• 1 teaspoon fresh-cracked Black Pepper
  • Optional toppings (Pumpkin Seeds, Sour Cream, Cilantro)


  • Add all ingredients to your Crock Pot and stir.
  • Cook on high for 4-5 hours (low for 8-10 hours) until lentils are tender and chili is thick.
  • Serve with assorted toppings, if desired.

Doesn’t it make your mouth water just thinking about it? What an array of spices and veggies that are symbolic of Samhain and this time of year: cinnamon, ginger, nutmeg—all fiery spices to warm the cold nights—plus apples that house the five-pointed star, and pumpkins, a veggie linked closely with All Hallows Eve.

I hope you enjoy these recipes, and I encourage you to play around with them and make them your own. I also encourage you to take a look at the list of ingredients, and if you don’t already know the correspondence for each, look them up. Better yet, sit with them. Speak to them, and share their stories as you share your meal.

What magick your cooking spice cabinet holds. If you are interested in learning the magickal uses for each of the culinary herbs you use every day, an effortless way to do so is to add a small sticker with key words to the outside of the spice container. That way, as you grab them and add them to your food, a simple glance will remind you of the power in the plant you have added to your meal, the energy you are taking in.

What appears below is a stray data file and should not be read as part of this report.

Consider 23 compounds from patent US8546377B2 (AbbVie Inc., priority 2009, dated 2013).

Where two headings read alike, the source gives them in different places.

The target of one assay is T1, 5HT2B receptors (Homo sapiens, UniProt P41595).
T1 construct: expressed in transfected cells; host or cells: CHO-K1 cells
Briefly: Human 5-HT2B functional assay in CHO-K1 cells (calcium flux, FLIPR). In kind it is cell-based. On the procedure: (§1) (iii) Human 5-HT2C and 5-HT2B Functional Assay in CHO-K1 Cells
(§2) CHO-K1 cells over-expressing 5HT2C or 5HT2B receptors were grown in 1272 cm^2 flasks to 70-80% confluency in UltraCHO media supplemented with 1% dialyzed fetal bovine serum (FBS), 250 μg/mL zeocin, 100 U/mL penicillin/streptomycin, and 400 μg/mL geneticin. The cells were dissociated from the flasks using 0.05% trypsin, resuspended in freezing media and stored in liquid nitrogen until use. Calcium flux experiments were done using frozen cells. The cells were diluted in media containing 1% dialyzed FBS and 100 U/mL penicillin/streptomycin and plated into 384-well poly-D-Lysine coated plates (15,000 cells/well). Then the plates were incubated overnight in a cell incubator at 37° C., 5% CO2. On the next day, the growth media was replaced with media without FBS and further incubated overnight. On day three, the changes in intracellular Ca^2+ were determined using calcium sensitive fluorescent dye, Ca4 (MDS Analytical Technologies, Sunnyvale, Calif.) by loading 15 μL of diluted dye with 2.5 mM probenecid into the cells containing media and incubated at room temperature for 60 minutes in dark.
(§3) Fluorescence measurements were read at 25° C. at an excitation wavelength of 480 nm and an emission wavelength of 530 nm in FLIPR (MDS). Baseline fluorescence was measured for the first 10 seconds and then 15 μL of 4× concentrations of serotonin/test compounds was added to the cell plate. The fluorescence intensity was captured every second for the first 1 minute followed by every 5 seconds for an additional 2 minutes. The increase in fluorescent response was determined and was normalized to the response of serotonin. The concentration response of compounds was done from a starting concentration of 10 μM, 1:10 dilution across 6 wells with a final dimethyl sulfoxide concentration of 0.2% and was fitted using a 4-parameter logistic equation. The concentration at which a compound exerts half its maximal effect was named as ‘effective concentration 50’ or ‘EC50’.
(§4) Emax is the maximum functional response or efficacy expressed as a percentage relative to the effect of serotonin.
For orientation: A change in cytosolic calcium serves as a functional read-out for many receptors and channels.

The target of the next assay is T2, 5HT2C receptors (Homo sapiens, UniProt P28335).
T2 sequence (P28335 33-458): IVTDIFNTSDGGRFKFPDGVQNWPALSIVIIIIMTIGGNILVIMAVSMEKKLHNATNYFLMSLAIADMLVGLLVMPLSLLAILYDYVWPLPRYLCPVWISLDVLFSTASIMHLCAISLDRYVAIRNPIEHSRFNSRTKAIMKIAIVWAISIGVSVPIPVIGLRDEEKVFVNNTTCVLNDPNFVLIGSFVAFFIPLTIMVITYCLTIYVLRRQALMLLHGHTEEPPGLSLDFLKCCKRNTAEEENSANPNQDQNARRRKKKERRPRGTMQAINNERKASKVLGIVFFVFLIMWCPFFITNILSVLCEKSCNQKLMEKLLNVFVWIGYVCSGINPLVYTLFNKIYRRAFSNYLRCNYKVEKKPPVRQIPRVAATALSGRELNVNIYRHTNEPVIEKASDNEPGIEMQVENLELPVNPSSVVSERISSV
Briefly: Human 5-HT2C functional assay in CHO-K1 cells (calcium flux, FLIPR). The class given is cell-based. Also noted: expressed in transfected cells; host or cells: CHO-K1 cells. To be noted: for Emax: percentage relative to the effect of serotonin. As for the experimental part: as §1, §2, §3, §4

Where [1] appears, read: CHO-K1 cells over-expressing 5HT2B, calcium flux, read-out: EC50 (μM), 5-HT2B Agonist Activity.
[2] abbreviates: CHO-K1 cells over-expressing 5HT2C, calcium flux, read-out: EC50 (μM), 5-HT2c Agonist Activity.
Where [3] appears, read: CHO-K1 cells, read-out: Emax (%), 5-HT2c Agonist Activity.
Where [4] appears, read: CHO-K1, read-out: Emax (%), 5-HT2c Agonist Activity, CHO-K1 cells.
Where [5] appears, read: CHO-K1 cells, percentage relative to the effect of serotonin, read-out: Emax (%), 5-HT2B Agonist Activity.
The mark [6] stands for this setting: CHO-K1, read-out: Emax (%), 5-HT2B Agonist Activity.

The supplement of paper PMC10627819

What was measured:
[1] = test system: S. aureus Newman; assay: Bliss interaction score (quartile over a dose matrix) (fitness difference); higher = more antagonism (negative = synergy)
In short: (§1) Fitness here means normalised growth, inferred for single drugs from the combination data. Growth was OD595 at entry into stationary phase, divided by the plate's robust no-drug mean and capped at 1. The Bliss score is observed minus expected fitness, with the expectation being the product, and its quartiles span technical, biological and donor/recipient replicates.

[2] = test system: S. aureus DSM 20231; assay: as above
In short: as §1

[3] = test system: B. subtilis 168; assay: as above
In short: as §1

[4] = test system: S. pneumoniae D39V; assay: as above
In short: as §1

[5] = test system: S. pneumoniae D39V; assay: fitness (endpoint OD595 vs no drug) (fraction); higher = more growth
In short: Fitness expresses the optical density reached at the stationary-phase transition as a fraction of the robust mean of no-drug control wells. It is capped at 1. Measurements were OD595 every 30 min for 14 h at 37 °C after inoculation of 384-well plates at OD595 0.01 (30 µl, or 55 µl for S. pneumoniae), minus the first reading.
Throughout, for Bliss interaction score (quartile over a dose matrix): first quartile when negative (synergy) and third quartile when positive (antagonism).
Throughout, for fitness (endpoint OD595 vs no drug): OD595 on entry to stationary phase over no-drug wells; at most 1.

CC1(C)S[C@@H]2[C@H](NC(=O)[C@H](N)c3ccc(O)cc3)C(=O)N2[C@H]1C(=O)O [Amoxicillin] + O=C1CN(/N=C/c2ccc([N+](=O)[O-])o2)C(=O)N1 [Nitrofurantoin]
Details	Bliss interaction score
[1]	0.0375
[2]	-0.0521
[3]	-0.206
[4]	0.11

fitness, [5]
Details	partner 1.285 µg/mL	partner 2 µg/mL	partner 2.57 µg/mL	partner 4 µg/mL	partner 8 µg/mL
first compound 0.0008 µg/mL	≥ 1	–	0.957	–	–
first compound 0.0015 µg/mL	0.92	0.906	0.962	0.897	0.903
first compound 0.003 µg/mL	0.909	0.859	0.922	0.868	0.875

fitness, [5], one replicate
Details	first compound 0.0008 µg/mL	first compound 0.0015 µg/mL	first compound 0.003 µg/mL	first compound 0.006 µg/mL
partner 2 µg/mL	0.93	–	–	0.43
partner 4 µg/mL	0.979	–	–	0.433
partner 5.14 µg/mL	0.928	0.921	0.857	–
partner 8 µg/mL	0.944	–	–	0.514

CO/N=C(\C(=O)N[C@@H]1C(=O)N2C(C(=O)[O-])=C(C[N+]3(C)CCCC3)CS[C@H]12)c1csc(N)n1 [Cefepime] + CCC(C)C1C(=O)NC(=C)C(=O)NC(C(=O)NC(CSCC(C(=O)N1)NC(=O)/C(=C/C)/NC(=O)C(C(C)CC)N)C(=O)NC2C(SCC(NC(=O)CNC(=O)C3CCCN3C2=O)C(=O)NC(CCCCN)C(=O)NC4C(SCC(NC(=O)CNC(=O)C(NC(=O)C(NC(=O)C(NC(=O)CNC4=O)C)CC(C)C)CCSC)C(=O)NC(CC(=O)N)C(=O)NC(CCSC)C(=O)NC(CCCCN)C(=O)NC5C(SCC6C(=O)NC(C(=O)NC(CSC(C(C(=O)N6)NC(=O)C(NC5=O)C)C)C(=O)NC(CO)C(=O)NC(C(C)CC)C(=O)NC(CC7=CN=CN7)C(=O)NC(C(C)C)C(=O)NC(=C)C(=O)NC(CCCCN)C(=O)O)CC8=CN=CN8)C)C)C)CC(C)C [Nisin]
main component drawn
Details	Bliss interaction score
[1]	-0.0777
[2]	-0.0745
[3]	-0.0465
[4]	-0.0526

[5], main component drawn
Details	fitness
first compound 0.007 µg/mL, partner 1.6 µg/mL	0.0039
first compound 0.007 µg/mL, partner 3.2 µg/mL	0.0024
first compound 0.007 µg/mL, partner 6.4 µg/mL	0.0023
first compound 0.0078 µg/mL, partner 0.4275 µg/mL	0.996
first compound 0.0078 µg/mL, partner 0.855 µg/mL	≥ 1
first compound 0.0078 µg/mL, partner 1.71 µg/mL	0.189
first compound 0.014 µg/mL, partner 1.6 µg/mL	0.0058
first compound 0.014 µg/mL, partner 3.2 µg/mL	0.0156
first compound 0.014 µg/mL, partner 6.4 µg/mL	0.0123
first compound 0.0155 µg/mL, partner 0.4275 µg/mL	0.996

Samhain Blessings!

Ryan is an ordained Minister, Seminary Graduate of the Temple of Witchcraft & Deputy Minister of the Cancer Ministry. Ryan is passionate about Kitchen Witchery, the creatures of the Green World, working with Plant Spirits, & making magick in daily life. Crafting herbal infusions, candles, and sacred tools, Ryan is co-creator of Drops of Three. Visit his website at

The Story

candle As we approach Samhain and the darker half of the year, Halloween images of black cats, witch’s hats and candy are everywhere. Each year in my small Ontario hometown, a black cat seems to cross my path in need of rescue. I’m reminded of sweet Mira (short for “Miracle”) named by Pam, our gallery curator, while I was a resident artist at the old Mill. Pam came to my studio upset one day. A female black cat had been living under the porch of the studio next door. Pam had been feeding her, but as the weather grew colder, she fretted about what was to happen to this sweet cat. Winters here are long and bitter, and there was no space for her at our local animal shelter. Mira was so frightened that it was hard for me to get near her. Something had to be done.